Now showing 1 - 3 of 3
  • Publication
    The dynamic effects of marine growth on a tension moored floating wind turbine
    (Taylor & Francis, 2016-01-01) ; ;
    As the offshore wind industry moves to water depths greater that 50m floating platforms will become the only cost effective solution for mounting turbines. Such platforms will be susceptible to bio fouling over their design life with marine growth capable of altering the hydrodynamic loading. Marine growth causes member effective diameter, mass, drag coefficients, force and hydrodynamic added mass to increase. In this paper, marine growth of various thickness and surface roughness is numerically modelled on a tension moored floating wind turbine under survival conditions using combined potential flow boundary element method and Morison equation viscous drag. The influence of time variant Reynolds number dependant drag coefficients is compared against time invariant drag coefficients. Marine growth thickness and surface roughness have a notable effect on the platform hydrodynamic forces. Surge, pitch motions, and nacelle accelerations decrease as surface roughness increases. Maximum tendon forces increase and minimum tendon forces decrease. This increases the probability of a catastrophic tendon snap or slack event. The authors calculate the increase in displacement required to avoid this loss in tension. Detailed limits on the quantity of marine growth are suggested by the authors, above which the platform must be cleaned. The time invariant drag coefficient method has been found to give sufficiently consistent results to the time variant Reynolds number drag coefficient method
  • Publication
    Dynamic response mitigation of floating wind turbine platforms using tuned liquid column dampers
    In this paper, we experimentally study and compare the effects of three combinations of multiple tuned liquid column dampers (MTLCDs) on the dynamic performance of a model floating tension-leg platform (TLP) structure in a wave basin. The structural stability and safety of the floating structure during operation and maintenance is of concern for the performance of a renewable energy device that it might be supporting. The dynamic responses of the structure should thus be limited for these renewable energy devices to perform as intended. This issue is particularly important during the operation of a TLP in extreme weather conditions. Tuned liquid column dampers (TLCDs) can use the power of sloshing water to reduce surge motions of a floating TLP exposed to wind and waves. This paper demonstrates the potential of MTLCDs in reducing dynamic responses of a scaled TLP model through an experimental study. The potential of using output-only statistical markers for monitoring changes in structural conditions is also investigated through the application of a delay vector variance (DVV) marker for different conditions of control for the experiments.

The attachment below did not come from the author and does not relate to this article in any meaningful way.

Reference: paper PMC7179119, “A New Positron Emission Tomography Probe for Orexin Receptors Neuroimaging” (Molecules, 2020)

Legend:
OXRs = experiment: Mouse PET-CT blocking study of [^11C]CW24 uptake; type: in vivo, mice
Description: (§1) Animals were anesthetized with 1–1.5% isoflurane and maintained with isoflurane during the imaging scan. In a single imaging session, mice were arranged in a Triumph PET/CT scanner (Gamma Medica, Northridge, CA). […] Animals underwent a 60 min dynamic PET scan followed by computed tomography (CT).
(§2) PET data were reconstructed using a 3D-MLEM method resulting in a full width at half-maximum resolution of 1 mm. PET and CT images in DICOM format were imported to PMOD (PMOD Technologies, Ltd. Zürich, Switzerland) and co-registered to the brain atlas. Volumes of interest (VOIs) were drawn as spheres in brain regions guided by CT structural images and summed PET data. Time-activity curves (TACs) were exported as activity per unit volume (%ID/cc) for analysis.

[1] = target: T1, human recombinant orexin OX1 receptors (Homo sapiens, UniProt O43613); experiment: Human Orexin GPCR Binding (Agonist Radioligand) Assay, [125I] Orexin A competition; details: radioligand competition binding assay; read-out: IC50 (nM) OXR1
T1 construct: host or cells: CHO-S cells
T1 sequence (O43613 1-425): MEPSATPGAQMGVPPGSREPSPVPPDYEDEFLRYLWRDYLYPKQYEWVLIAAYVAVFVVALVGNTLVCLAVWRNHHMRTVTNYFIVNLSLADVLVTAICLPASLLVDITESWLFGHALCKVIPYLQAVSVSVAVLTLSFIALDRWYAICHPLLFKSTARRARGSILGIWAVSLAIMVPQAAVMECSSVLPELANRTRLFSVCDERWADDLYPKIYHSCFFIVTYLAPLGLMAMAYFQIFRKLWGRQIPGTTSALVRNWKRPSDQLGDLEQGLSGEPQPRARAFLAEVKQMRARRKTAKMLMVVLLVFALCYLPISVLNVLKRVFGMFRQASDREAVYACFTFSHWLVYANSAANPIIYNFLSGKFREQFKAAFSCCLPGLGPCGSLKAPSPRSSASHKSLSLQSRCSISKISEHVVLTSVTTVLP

299Scopus© Citations 45
  • Publication
    A Delay Vector Variance based Marker for an Output-Only Assessment of Structural Changes in Tension Leg Platforms
    Although aspects of power generation of many offshore renewable devices are well understood, their dynamic responses under high wind and wave conditions are still to be investigated to a great detail. Output only statistical markers are important for these offshore devices, since access to the device is limited and information about the exposure conditions and the true behaviour of the devices are generally partial, limited, and vague or even absent. The markers can summarise and characterise the behaviour of these devices from their dynamic response available as time series data. The behaviour may be linear or nonlinear and consequently a marker that can track the changes in structural situations can be quite important. These markers can then be helpful in assessing the current condition of the structure and can indicate possible intervention, monitoring or assessment. This paper considers a Delay Vector Variance based marker for changes in a tension leg platform tested in an ocean wave basin for structural changes brought about by single column dampers. The approach is based on dynamic outputs of the device alone and is based on the estimation of the nonlinearity of the output signal. The advantages of the selected marker and its response with changing structural properties are discussed. The marker is observed to be important for monitoring the as- deployed structural condition and is sensitive to changes in such conditions. Influence of exposure conditions of wave loading is also discussed in this study based only on experimental data.
      193Scopus© Citations 2